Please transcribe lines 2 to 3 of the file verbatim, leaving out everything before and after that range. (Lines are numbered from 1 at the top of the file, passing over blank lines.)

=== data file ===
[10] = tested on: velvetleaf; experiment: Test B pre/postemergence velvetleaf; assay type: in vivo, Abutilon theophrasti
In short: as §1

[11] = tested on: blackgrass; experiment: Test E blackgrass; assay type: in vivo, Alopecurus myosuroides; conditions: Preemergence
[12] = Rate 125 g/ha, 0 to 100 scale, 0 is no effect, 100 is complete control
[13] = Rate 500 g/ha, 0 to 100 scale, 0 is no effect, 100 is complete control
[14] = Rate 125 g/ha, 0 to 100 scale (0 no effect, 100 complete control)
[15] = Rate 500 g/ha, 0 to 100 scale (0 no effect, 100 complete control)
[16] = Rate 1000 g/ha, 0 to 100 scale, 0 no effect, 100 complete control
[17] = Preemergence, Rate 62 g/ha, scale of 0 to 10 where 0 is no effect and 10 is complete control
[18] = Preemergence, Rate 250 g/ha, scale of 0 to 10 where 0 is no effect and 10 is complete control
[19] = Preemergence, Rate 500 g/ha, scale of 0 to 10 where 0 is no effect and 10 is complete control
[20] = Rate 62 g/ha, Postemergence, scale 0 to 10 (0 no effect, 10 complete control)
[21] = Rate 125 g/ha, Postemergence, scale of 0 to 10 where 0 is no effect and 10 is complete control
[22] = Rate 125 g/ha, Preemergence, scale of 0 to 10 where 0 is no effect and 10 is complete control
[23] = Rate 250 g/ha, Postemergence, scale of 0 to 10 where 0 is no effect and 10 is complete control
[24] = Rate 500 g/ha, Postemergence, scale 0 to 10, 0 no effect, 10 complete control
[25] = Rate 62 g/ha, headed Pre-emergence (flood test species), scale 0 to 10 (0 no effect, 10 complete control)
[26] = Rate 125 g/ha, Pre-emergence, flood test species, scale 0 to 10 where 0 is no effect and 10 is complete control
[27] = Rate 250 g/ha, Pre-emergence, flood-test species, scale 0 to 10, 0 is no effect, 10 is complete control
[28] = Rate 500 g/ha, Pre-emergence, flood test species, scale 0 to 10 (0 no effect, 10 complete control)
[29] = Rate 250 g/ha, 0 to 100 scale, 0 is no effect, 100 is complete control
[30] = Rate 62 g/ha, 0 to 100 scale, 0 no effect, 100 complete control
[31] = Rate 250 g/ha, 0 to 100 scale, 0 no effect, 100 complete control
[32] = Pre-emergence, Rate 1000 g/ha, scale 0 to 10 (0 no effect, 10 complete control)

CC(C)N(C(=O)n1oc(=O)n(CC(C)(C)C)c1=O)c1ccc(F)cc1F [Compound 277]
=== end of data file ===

In short: as §1

[11] = tested on: blackgrass; experiment: Test E blackgrass; assay type: in vivo, Alopecurus myosuroides; conditions: Preemergence